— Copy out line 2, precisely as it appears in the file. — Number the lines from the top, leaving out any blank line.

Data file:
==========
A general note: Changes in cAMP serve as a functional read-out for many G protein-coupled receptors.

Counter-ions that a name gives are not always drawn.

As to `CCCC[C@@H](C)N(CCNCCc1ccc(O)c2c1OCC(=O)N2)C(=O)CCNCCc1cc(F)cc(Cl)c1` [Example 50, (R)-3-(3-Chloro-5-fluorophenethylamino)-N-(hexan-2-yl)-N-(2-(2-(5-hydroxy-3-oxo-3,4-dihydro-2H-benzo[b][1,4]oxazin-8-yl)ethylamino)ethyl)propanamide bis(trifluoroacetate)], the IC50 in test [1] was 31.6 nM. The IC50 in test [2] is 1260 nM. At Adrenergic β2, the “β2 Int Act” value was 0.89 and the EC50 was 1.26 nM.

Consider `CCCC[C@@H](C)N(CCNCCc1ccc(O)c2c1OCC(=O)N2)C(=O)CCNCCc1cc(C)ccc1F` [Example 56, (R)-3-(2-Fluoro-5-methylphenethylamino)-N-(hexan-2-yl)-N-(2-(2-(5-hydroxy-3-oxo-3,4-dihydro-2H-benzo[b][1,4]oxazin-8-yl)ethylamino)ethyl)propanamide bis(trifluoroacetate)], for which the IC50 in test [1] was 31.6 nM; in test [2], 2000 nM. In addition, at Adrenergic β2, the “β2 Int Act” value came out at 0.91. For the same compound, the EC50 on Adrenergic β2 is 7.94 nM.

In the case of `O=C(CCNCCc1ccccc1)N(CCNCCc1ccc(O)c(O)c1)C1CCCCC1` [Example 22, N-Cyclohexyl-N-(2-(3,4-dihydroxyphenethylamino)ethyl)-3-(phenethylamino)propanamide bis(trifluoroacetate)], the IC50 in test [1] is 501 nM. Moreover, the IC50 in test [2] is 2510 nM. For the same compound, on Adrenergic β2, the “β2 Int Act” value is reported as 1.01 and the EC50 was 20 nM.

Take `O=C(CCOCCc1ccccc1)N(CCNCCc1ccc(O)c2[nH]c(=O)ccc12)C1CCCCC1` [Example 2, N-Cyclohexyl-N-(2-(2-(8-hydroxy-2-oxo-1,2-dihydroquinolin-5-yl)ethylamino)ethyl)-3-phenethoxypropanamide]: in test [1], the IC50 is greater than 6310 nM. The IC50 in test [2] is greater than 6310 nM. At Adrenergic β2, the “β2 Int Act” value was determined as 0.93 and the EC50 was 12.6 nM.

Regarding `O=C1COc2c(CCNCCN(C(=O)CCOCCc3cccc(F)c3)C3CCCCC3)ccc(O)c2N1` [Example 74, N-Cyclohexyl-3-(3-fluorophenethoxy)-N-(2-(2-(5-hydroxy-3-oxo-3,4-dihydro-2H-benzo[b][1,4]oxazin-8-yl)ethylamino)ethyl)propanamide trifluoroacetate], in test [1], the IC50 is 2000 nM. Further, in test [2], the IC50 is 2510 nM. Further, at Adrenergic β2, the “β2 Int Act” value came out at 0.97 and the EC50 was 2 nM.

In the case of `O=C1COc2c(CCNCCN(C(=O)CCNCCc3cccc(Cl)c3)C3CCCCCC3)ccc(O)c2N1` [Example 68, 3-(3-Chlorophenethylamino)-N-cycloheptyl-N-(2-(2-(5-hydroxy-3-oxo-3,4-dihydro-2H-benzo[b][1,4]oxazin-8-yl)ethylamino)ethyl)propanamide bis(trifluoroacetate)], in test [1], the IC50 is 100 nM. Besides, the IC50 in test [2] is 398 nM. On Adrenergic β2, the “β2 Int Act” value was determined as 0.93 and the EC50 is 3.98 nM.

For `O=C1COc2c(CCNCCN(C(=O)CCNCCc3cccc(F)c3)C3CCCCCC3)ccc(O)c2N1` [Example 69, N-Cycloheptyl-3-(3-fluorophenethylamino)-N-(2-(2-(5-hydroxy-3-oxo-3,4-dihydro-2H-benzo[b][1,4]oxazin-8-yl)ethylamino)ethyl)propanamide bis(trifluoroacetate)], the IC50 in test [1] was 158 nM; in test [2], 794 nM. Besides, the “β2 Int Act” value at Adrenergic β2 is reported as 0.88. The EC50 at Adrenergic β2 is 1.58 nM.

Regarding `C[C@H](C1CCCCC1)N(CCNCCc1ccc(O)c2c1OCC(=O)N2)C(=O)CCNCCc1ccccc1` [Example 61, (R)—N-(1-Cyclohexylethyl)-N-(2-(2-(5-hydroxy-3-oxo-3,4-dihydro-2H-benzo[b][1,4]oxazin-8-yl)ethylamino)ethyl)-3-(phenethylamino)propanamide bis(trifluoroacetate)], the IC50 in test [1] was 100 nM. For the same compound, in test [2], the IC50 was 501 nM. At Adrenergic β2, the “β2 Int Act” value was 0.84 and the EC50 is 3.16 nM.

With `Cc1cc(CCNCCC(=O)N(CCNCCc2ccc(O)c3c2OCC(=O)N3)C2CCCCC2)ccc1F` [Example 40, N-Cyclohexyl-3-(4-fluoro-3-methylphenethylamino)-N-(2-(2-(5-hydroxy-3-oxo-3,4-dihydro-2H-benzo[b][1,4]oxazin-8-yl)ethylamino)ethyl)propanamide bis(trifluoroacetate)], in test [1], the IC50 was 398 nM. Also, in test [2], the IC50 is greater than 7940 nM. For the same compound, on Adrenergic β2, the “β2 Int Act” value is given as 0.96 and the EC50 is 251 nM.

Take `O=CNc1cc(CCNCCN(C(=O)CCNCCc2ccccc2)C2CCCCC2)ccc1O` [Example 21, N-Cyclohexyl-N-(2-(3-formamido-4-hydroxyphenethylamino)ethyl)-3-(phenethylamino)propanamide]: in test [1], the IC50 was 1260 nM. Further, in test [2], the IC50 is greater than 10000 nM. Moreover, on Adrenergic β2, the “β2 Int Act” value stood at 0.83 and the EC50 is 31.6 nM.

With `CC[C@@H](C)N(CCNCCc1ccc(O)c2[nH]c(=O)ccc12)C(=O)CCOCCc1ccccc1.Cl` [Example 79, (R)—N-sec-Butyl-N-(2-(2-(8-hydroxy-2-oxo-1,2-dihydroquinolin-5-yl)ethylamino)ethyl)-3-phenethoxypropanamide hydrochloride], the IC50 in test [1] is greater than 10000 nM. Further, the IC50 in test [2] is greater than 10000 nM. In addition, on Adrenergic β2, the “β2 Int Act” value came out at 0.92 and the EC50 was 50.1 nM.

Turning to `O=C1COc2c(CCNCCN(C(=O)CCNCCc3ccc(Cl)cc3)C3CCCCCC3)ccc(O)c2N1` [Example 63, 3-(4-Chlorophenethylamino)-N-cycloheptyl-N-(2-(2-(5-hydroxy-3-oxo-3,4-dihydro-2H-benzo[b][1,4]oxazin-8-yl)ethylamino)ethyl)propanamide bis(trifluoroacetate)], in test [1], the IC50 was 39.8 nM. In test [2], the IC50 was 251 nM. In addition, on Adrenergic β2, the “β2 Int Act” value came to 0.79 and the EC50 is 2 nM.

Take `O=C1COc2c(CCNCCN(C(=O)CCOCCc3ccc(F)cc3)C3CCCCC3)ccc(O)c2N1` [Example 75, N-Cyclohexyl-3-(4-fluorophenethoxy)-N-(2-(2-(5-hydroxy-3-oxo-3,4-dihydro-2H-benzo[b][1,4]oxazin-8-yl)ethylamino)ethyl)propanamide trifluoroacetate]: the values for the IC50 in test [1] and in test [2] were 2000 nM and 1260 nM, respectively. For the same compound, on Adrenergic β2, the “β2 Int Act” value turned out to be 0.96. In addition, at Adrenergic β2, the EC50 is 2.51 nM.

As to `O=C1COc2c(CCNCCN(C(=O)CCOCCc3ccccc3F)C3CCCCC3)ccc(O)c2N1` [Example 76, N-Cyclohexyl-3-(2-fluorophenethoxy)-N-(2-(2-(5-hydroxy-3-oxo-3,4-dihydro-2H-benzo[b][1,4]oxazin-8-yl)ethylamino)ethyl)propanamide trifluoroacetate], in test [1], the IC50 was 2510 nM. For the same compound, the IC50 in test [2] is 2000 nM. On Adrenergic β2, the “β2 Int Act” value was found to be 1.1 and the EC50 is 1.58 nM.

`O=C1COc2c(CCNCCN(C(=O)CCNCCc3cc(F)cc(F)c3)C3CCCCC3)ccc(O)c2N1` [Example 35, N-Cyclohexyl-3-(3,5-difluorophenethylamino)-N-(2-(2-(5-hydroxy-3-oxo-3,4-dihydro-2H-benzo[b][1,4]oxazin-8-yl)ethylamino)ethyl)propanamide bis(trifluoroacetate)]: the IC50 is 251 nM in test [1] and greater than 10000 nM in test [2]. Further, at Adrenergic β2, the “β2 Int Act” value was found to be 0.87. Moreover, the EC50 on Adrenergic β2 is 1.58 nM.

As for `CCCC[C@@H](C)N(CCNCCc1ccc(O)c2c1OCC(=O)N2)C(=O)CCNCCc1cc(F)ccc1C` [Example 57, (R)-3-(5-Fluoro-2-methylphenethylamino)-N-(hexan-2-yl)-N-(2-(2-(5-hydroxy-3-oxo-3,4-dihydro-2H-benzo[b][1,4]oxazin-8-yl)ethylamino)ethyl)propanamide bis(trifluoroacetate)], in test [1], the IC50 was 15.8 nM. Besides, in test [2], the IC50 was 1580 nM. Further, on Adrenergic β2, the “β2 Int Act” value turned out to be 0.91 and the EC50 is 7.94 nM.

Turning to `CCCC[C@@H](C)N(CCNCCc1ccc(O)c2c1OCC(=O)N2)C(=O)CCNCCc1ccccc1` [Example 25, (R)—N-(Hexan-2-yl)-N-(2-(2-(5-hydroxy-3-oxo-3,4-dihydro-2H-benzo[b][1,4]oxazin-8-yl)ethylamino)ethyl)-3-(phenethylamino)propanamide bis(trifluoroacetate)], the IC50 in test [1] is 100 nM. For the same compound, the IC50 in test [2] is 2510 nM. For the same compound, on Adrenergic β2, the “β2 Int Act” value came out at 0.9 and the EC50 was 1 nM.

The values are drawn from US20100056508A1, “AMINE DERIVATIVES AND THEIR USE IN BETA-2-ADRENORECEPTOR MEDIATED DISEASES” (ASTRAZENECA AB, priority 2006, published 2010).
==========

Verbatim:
Counter-ions that a name gives are not always drawn.